About head movement, it’s going to happen. CLICK HERE for a compelling baseball batting techniques analysis by Dan Farnsworth at FanGraphs.com, that demystifies that elite hitters are keeping their head still (Read under “Keep Your Head Still” section).

If it’s about timing, then it’s the timing that must be adjusted.  There are only two timing elements:

  1. When the hitter starts their swing, and
  2. How long they ‘Float’.

A hitter can change one or the other, or both.  It’s up to them.

Those are the adjustments, it’s not a “stride issue”.  CLICK HERE for my favorite baseball batting techniques for timing.

Even big guys use Forward Momentum.  It just looks more subtle…coming in the form of a ‘sliding’ of the pelvis (Cruz and Pujols are great examples of this below)…

Miguel “Miggy” Cabrera

Nelson “Boomstick” Cruz

Albert “The Machine” Pujols

 

Are FoMo hitters more vulnerable to off speed and breaking stuff?

This is common issue #2 that coaches have with Forward Momentum, a hitter cannot adjust to breaking or off-speed stuff.

I invite you to look at the following sluggers who use FoMo, and their stats don’t reveal they had trouble adjusting to off speed and breaking stuff:

All these hitters had exceptional power, high averages, low strikeouts, and high walks compared to today’s hitters.

Last but certainly not least…

David “Big Papi” Ortiz

And how about Big Papi?  Why wouldn’t we mention him, right?! He just hit his 500th career homer!  He starts and finishes in the same spot, but there’s a whole lot of FoMo going on in-between:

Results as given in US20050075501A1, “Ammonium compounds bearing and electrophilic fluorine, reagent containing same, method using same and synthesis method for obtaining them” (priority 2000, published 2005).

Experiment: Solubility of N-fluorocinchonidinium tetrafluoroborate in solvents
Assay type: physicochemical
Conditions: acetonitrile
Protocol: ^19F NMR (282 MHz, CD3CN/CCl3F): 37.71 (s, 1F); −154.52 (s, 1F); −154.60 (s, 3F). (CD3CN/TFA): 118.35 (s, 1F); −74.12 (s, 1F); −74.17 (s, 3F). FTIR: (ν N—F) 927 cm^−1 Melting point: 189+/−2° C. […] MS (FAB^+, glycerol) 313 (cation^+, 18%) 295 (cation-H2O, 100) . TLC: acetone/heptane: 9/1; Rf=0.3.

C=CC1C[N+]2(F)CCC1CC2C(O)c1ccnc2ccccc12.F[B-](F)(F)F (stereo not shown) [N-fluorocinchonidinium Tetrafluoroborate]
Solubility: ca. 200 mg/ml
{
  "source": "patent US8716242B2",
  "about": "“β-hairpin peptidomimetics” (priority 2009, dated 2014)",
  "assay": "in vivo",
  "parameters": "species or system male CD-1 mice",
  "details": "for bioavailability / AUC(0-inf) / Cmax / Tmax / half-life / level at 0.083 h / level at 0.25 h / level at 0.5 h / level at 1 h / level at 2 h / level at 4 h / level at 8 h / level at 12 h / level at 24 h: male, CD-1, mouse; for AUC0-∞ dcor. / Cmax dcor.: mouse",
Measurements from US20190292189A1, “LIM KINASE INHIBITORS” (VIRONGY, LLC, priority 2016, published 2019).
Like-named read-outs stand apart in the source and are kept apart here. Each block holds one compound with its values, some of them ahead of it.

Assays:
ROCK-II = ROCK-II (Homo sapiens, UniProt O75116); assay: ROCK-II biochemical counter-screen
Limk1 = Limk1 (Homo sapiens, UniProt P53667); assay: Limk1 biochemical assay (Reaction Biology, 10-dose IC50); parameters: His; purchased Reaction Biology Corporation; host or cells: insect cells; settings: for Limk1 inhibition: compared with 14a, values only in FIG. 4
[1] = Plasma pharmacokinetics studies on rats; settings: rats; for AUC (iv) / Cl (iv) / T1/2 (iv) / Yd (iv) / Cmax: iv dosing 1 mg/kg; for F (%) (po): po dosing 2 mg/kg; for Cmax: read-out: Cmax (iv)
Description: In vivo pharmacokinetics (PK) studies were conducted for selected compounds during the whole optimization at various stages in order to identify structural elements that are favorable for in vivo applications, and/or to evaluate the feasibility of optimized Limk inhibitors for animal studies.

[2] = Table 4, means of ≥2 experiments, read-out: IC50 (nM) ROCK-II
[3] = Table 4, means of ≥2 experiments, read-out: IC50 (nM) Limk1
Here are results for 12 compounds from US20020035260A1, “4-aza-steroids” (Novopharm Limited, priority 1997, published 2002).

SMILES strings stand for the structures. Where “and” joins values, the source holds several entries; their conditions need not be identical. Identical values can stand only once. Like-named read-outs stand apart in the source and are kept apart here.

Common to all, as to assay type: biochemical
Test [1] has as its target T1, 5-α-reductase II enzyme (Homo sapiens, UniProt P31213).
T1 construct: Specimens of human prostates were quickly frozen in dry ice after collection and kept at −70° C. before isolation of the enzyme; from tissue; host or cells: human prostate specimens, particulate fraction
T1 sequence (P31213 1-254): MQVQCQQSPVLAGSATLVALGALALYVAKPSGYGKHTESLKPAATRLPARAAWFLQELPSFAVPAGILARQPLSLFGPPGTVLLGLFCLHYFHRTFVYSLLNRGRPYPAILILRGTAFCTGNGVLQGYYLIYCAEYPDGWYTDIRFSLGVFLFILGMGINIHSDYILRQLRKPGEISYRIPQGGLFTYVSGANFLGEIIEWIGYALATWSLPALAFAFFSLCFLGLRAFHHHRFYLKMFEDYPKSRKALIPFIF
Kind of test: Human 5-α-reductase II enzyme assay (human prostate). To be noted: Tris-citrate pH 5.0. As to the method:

In Conclusion

When it comes to baseball batting techniques, Forward Momentum is the objective.  How we get our hitters there doesn’t really matter.  Just give them examples of how to accomplish more FoMo, and allow them to tinker and test until they find something they’re comfortable with doing.

CLICK HERE to Enter for a chance to Win one free account access to The Truth About Explosive Rotational Power online video course (a $77 value).  You have until 12:00pm PST today to enter.  To better your chances of winning, you can spread the word on social media.  I’ll be picking the winner Monday, September 21st, and reaching out via email.  Good luck! 😀

Contest UPDATE: this contest is now closed, and Jon Ball was our winner!

Learn How To Hit Faster Pitching See Fastball Better Fix Late Swing For Baseball And Softball

Learn how to hit faster pitching, see the fastball better (pitch recognition), and fix late swing (2-plate drill) for baseball and softball players.  Discover practical drills to simulate hitting 80, 85, and 90-mph LIVE off pitching machine.

Fastpitch Softball Hitting Tips: Confidently Dominate Pitchers That Throw Heat

 

 

This is Part-1 of a 3-part fastpitch softball hitting tips (works well for baseball too) video series coming straight out of the Reaction Time Mastery online video course…

Hitting Training - Reaction Time Mastery

Sick of struggling to get your hitters on-time, balanced, and keeping high Ball Exit Speeds, especially while hitting off-speed and breaking pitches?  This online video course (7-modules total) reveals cutting edge science on the topics of: Vision, Tracking, Timing, and Forward Momentum.

Finally, you’ll be able to track pitches crystal clear, accelerate reaction time decision-making, & get ON-TIME without losing swing effectiveness with this “secret” online video course you can’t live without.